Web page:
But that's why the last thing I need is my own family undermining me.

How many times do I have to tell you?

I'm right, I'm right.

I swear on my children's lives, I am right!

What do you want?

Nothing.

I can't believe you chickened out.

Me? You're the one who disappeared.

Oh, so now we're playing the blame game.

Look, we know Mom is going to freak out on whoever shows her the tape...

Not it. Maybe someone could mail it to her anonymously...

Not it. Okay, fine, but I'm going to need...

Not it.

Look... someone has to be the person...

Not it. Who doesn't give it to her.

I'm it.

Ha!

Oh.

Let me get this straight:

We each pay you $50 and you're going to jump from the roof of the dorm to the roof of the gym on the school's riding lawnmower.

Who's in?

Are we talking with the bagger attachment?

Are you crazy?

You know what kind of drag that would create?

I don't know.

It just sounds too easy.

Okay, okay, how about this:

For five extra dollars, I'll do it blindfolded.

Francis, phone.

Give it some thought.

Hello?

Hey, Francis.

You know Mom's traffic ticket?

Well, I have a videotape, and it shows that Mom really was at fault, and...

She was wrong?

Yeah, and now I'm trying to figure...

What are you talking to me for?

You have incontrovertible proof that Mom was wrong.

Shove it in her face.

Francis, I don't think that's a good idea.

Are you kidding? It's brilliant.

From now on, whenever she gets all high-and-mighty with us, we can just throw this back at her.

Francis, I can't.

If I show Mom this tape, she'll go crazy and then she'll kill the messenger, which is me.

You're asking me to commit suicide.

And think of the look on her face!

We thought it would be best if we showed it to you first.

Well, I can't say that I'm glad you did, but I-I guess you did the right thing.

Someone should show it to her.

Not it. Dad!

Okay, but we need to ease her into this.

Pick the right moment.

This is a very delicate matter.

Hal!

Come on, come on, come on, come on...

I swear, that cop was following me on the way home.

Oh, come on, Lois.

I don't think he'd follow you.

I'm sure he's got better things to do.

What do you think you're doing here?

My commander informed me that you made a request for my records, which, of course, is your right, so I thought I'd take a drive over and deliver them to you myself.

Nice house.

Don't you try to intimidate me.

All I said was you have a nice house.

First you follow me home and now you're making vague threats?

Well, it's not going to work.

You are going to be so sorry you messed with me.

Have a nice evening, ma'am.

You are going down, mister.

You hear me?!

You are going down!

I don't care how long it takes or how much money it costs!

I'm going to win because I am right!

There's something you have to see.

Honey, I'm sorry you had to see that, but it's best you found out now before it's too late.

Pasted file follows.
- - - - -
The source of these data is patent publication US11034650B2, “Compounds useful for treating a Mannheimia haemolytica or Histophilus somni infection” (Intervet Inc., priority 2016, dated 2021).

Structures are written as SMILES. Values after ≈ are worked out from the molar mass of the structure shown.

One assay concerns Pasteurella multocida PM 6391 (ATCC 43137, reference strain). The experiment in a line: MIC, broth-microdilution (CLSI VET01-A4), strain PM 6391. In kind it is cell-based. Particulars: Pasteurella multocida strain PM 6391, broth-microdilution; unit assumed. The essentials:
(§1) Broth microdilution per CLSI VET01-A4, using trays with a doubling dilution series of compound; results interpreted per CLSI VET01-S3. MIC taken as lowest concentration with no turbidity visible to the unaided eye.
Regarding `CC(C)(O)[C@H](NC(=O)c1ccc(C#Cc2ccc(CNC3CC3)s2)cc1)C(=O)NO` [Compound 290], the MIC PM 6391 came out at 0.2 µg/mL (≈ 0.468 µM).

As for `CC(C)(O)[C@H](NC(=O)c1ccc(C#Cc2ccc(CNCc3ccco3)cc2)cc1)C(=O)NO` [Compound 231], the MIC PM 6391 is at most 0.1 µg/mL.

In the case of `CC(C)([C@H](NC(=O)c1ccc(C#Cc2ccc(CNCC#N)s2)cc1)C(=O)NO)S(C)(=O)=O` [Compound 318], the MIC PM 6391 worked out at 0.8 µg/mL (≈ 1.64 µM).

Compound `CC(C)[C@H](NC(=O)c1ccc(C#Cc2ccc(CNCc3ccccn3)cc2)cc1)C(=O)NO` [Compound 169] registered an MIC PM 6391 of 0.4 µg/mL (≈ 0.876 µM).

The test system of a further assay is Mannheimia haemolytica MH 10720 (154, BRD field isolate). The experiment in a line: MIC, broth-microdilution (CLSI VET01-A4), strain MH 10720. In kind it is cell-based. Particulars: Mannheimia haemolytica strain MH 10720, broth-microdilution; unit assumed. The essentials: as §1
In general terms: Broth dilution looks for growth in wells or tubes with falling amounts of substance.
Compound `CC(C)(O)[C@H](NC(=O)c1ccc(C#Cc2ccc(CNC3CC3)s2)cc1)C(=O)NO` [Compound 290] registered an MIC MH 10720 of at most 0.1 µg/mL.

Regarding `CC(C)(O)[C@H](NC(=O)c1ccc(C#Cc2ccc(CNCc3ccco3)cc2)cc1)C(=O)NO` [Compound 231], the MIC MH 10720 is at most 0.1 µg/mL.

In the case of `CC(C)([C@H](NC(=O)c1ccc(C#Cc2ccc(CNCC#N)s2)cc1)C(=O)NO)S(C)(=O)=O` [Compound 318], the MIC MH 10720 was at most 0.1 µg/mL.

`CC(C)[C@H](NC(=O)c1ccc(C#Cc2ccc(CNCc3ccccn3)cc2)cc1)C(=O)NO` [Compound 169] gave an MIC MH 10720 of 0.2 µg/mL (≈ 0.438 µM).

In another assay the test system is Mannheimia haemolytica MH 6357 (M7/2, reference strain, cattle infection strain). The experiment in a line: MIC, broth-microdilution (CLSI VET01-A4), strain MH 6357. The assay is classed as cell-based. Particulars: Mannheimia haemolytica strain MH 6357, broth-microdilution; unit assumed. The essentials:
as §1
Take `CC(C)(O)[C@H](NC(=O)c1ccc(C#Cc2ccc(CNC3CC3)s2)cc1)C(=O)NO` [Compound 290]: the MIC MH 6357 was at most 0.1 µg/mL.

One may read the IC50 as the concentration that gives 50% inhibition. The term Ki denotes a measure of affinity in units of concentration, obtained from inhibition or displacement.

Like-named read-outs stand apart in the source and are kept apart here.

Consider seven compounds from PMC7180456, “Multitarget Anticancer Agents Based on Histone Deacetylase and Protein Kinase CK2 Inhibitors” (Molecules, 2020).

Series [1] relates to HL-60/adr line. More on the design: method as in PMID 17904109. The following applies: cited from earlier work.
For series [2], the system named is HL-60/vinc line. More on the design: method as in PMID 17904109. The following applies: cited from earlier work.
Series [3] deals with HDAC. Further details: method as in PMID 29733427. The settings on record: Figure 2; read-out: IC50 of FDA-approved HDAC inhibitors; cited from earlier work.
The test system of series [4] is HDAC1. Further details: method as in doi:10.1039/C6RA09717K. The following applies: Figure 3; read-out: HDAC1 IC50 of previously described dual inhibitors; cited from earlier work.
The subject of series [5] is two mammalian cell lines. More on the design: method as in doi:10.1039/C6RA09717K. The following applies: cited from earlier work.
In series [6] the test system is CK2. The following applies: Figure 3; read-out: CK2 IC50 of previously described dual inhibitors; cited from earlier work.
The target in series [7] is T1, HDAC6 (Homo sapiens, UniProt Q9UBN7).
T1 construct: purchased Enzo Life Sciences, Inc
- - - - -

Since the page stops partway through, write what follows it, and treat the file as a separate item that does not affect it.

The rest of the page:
It's wrong.

What?

The tape is wrong.

Dad...

You heard your mother.

The tape... is...

Oh, man!

Honey...

Look, I'm not stupid.

I saw the tape.

But it's wrong.

I don't know how to explain it, but I know.

I know that tape is wrong.

I believe you. No, you don't.

Well, what do you expect?

I expect you to believe me.

Lois, in the past 20 years you have never admitted that you were wrong.

And as far as I know, you've never needed to.

But the facts are right there in front of your eyes, and this time you are wrong.

And if you can't see that, well, that's just plain crazy.

I am not crazy.

The tape is wrong. It has to be.

Well, wha-what are you saying, that someone doctored it?

No, I...

I, I-I know... I know it wasn't doctored.

I'm just saying that it's wrong.

I know what happened, and I know that I'm right.

Okay, honey, that may be, but me and the rest of the world tend to believe what we see, and everything is pointing to you being wrong.

The universe is telling you to give up.

It's time to let it go.

Well, that's not fair.

You know what's not fair, Lois?

Having to be right all the time.

That's a terrible burden.

Wouldn't it be a relief just to let go?

You want me to say that I'm wrong even when I know I'm right?

Yes, yes, that's exactly what I want.

I know it doesn't happen very often, Lois, but you have been beaten.

Let go.

But I am right.

Let go, honey. But I...

Just once.

Can you do that?

Let go.

That's it.

Aw, see?

Okay...

Okay, can you say it?

I was... wrong.

That's right.

You see, it's not so bad.

Hmm?

You'll go to traffic school and meet some nice people, maybe hear a couple good car jokes.

Huh?

Everything is...

Everything's going to be all right, okay?

Everything's going to be all right.

Oh, I am so proud of you.

You are so great.

You are so beautiful.

You are so wrong.

How many times have I told you people don't leave the refrigerator open!

You did it.

Maybe I did.

She's been like this all week.

It's like her spirit's been broken.

It's nice.

Hi, Francis-- about the money...

Okay, look, I've raised 192 bucks, and if I can only...

Look, Francis, I'm sorry I got so angry.

Why don't you just use that money to come home next weekend?

But...

I've got to go to traffic school. Love you. Bye.

Bye.

Where's Lois, did I miss her?

Craig.

You guys are not going to believe what I have.

I have a surveillance arrangement with the manager of the mini-mart across the street.

We exchange tapes in order to better understand the security needs of our customers.

"Short skirt, windy day"?

That's code.

Anyhoo, one of their cameras caught Lois from a different angle right before she got her ticket.

See?

Lois was right all along!

This completely exonerates her.

Isn't this great?

What are you doing?

You will never, ever tell her of this.

But...

Ah! Ever.

Got it?